Kentucky's governor on Thursday called on all county clerks to honor their oath to the Constitution after multiple same-sex couples were denied marriage licenses despite the recent Supreme Court decision.
Gov. Steve Beshear met with Casey County Clerk Casey Davis on Thursday after he refused to issue marriage licenses to same-sex couples.
"This morning, I advised Mr. Davis that I respect his right to his own personal beliefs regarding same-sex marriages. However, when he was elected, he took a constitutional oath to uphold the United States Constitution," Beshear said in a statement.
Beshear told the clerk if he could not uphold his oath, he should resign, the Lexington Herald-Leader reported. In response, Davis said he was willing to go to jail if necessary.
"If that's what it takes to express freedom of religion, I'm willing to do this," Davis told the Herald-Leader.
According to the governor, Davis is one of two or three Kentucky clerks refusing to issue the licenses. Beshear, who himself supported a statewide gay marriage ban before the Supreme Court's decision, said either the courts or the voters would deal with any official not upholding the law.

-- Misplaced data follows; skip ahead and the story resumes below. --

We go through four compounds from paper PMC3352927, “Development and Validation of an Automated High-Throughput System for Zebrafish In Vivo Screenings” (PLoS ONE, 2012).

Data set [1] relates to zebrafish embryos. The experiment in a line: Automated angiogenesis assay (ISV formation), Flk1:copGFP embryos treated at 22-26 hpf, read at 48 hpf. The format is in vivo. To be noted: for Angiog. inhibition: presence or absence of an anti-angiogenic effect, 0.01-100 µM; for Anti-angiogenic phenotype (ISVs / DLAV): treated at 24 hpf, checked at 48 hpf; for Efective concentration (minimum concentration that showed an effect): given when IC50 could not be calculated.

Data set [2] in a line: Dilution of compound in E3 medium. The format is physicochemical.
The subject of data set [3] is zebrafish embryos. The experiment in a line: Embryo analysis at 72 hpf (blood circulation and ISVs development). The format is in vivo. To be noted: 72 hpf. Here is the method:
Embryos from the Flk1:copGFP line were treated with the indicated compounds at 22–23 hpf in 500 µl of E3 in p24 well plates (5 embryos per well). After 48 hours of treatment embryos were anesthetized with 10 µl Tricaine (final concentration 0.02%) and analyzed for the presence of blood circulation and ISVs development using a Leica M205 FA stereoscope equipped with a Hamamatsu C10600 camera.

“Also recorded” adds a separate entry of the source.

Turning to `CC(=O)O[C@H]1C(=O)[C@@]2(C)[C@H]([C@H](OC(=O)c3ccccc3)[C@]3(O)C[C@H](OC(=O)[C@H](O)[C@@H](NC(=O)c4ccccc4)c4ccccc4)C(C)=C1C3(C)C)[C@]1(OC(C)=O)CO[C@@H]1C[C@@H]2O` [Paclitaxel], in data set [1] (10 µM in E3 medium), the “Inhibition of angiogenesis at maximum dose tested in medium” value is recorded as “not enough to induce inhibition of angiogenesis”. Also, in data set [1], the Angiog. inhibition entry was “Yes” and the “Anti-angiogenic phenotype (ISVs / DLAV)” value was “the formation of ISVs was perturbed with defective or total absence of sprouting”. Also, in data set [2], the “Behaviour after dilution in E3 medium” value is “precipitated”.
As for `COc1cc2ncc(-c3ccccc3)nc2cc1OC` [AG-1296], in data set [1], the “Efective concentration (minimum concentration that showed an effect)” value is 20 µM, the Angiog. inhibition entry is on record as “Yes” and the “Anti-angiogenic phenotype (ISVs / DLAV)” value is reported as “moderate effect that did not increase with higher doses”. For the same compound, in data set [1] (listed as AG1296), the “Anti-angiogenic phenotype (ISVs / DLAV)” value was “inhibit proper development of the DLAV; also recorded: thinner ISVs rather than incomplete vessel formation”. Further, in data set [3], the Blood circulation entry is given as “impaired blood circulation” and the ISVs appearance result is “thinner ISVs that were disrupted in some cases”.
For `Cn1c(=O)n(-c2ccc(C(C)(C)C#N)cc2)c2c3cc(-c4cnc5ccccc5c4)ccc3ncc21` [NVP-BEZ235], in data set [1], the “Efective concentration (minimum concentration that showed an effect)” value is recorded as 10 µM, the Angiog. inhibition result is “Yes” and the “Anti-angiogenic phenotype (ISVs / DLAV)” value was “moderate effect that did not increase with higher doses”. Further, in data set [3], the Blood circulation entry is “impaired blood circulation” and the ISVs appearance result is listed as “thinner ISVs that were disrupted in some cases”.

Davis had suggested an online marriage license system that would not require clerks to be involved. State lawmakers also asked the governor to either call a special session to address the issue or sign an executive order to temporarily accommodate the dissenting clerks.
But Beshear said that since the Supreme Court has already spoken, he would do neither — though legislators could return to the issue in their next regularly scheduled session.
"I will not be calling any special session on this topic and costing the taxpayers hundreds of thousands doing so," he said.
In Kentucky's Rowan County, another clerk has also drawn public ire for her refusal to issue marriage licenses to couples — same-sex or otherwise.
Clerk Kim Davis' refusal to issue the licenses affected at least four couples, who then turned to the American Civil Liberties Union. The ACLU last week filed a class-action lawsuit against the clerk and the county.
David Ermold and his partner, David Moore, applied for a marriage license on Monday and captured the experience on video. The couple, who have been together for 17 years, said they should be able to apply for a license in their home county.
In the video, an employee tells them the county is not currently issuing marriage licenses and directs them to visit a neighboring county.
The couple asks to speak to Davis herself, who eventually comes out and asks the camera to be turned off as a police officer stands by.